Hospitality sector boosts service levels with wireless technologies

Wireless is the latest technology fad to hit the Middle East's hospitality market as outlets from across the region attempt to extend internet access throughout their properties.

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By  Vijaya Cherian Published  April 24, 2003

I|~||~||~|Wireless is the latest technology fad to hit the Middle East's hospitality market as outlets from across the region attempt to take service points closer to their customers and extend internet access throughout their properties.

The Irish Village at the Aviation Club, for example, has implemented a “wireless waiter” system with Key Information Technology (KIT) that uses Symbol PPT 2800 Pocket PC handhelds to accelerate service. Staff no longer have to shuttle between customers and entry stations. Instead, they can send orders directly to the either the bar or kitchens.

“Something as simple as saving five minutes per customer order multiplies out into a huge amount of time saved on a busy evening,” says Mike Allen, director of channels for EMEA at Symbol Technologies.

“Having the information systems accessible directly from the point of activity means staff can use the technology where it's needed most — when they are interacting with the customer,” he adds.

In addition to techno-savvy outlets such as the Irish Village, a number of hotels have also deployed wireless networks. For example, the Grand Hyatt Dubai has installed a fully structured IP network from Siemens and has armed its hotel staff with Palm handhelds to ensure that they are capable of meeting guests’ requirements on the spot.

“We have a fully structured network and a lot of capital investment went into it,” comments Roy Verrips, information systems manager, Grand Hyatt Dubai.
The hotel has also created a number of wireless hotspots in its lobby lounge and Grand Club lounge to serve business travellers.

“This is a prepaid internet system where you [guests] pay US$27 for half-and-hour,” says Verrips.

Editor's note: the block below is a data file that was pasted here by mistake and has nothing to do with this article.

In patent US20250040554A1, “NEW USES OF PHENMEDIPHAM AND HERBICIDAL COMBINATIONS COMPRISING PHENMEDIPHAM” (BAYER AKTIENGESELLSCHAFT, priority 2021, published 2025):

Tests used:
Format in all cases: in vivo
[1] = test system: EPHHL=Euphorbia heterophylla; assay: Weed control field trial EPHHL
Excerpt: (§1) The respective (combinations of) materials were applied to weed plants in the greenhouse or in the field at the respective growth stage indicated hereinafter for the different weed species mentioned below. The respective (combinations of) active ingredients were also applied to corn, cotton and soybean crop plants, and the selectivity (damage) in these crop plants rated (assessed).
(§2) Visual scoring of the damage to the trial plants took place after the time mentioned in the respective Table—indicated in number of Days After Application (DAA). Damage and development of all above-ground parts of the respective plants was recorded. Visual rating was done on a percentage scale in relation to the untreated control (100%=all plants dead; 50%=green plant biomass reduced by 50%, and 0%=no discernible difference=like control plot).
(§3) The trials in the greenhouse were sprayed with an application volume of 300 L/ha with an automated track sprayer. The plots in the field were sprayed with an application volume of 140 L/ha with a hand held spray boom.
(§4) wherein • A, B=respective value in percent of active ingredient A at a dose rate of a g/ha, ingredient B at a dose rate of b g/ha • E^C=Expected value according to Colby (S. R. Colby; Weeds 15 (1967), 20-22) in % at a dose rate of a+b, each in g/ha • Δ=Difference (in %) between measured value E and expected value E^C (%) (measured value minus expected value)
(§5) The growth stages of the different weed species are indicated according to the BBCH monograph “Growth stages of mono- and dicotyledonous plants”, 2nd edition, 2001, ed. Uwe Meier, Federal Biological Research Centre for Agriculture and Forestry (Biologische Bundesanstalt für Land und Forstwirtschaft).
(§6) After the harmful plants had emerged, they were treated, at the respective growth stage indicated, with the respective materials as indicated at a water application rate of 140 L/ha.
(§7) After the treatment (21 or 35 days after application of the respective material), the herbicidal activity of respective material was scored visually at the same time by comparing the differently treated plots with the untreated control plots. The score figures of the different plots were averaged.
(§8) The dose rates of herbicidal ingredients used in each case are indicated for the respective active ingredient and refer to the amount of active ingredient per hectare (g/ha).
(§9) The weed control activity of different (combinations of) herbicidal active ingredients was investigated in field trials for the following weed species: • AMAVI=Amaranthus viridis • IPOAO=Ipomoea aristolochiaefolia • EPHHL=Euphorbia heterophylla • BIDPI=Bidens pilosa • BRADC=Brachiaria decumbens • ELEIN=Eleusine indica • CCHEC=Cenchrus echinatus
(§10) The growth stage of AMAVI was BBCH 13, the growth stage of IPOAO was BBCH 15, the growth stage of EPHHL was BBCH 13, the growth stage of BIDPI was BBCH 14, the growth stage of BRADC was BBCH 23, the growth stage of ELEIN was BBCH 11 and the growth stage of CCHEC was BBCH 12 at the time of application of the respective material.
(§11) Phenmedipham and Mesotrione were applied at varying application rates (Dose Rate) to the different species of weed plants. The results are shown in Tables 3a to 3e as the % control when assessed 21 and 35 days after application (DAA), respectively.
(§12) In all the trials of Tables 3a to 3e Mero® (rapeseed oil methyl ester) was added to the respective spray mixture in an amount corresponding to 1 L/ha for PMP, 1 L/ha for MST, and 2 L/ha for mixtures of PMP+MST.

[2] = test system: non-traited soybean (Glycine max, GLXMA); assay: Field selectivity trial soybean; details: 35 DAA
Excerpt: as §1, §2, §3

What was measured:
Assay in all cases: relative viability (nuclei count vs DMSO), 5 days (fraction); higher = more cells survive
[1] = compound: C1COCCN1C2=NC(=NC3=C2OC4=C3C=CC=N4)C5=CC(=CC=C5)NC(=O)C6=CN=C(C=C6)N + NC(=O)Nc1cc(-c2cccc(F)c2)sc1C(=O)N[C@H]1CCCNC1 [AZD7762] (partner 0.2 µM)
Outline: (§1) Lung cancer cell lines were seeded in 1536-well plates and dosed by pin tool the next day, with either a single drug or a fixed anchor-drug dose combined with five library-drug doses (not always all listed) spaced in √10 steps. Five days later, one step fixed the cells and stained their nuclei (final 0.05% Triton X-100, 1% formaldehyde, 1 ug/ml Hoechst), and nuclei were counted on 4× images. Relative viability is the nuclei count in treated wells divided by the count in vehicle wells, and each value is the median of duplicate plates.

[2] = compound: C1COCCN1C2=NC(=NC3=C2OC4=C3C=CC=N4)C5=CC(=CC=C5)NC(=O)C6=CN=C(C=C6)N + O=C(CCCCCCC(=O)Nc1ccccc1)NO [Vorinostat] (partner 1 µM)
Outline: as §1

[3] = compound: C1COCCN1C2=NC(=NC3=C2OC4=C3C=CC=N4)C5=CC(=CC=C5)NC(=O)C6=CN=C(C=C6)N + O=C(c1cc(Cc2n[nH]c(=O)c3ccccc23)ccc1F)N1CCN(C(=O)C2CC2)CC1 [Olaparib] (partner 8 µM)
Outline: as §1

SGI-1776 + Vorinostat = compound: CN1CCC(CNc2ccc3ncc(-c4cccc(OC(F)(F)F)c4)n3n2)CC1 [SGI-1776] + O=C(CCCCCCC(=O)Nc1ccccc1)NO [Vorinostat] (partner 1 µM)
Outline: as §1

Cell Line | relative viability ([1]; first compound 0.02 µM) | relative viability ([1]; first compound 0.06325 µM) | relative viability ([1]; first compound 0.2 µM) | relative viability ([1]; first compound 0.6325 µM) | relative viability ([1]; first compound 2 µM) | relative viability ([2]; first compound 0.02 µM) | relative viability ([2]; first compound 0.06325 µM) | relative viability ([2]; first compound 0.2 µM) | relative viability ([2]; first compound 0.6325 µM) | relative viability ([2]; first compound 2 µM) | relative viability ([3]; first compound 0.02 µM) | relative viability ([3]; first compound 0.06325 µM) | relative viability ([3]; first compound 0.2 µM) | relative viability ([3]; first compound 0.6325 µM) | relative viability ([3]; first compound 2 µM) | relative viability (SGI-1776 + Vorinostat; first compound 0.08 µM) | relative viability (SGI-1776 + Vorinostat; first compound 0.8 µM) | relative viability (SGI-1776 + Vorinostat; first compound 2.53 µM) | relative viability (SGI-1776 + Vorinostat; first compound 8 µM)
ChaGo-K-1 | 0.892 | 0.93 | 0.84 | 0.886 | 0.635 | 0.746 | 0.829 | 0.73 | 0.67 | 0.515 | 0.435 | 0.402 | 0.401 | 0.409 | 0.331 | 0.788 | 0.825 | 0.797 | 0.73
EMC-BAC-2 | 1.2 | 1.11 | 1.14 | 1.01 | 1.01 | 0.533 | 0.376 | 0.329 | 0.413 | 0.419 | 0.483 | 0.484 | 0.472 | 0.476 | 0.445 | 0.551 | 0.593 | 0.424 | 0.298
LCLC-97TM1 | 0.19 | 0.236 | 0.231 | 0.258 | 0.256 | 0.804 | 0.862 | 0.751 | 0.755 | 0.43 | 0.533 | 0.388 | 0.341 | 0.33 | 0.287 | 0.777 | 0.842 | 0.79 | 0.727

“Our cards come in various denominations and, as you start up, the system will ask you for your user name and password, and you can use this in any Hyatt hotel,” he explains.

||**||II|~||~||~|The Fairmont Dubai has been offering wireless internet connectivity for the
past eight months and has deployed hotspots in approximately 90% of the hotel’s public areas.

“We have tried to put hotspots in our public areas like the lobby, the lounge, some of our cafes and restaurants, our entire ballroom, the pool deck, the second floor, which is for businesses, and our auditorium, where all our conferences are based,” says Andrew Huzyk, technology manager, Fairmont Dubai.

The hotel's wireless network was built using Cisco hardware and offers guests internet plug & play access.

Although Cisco's building broadband service manager (BBSM) controls all the internet access in the building and provides standard networking security, the network is relatively open. “We have disabled most of the security features as far as the wireless goes to prevent any conflicts or compatibility issues that guests may have when entering this hotel,” explains Huzyk.

Moving forward, the Fairmont's IT team intends to extend hotspot coverage to its penthouse suites and those meeting rooms that have yet to be included in the wireless network. However, to achieve complete coverage for the entire property, Huzyk and his team have to overcome two main obstacles, namely constant connection and the hotel’s walls.

“The walls in this building are so thick and we have so much reinforcement in them that we would literally need a hotspot in almost every single guest room and every single suite. The cost would just go through the roof so a way around that is to wait until wireless can penetrate walls a bit better,” explains Huzyk. ||**||

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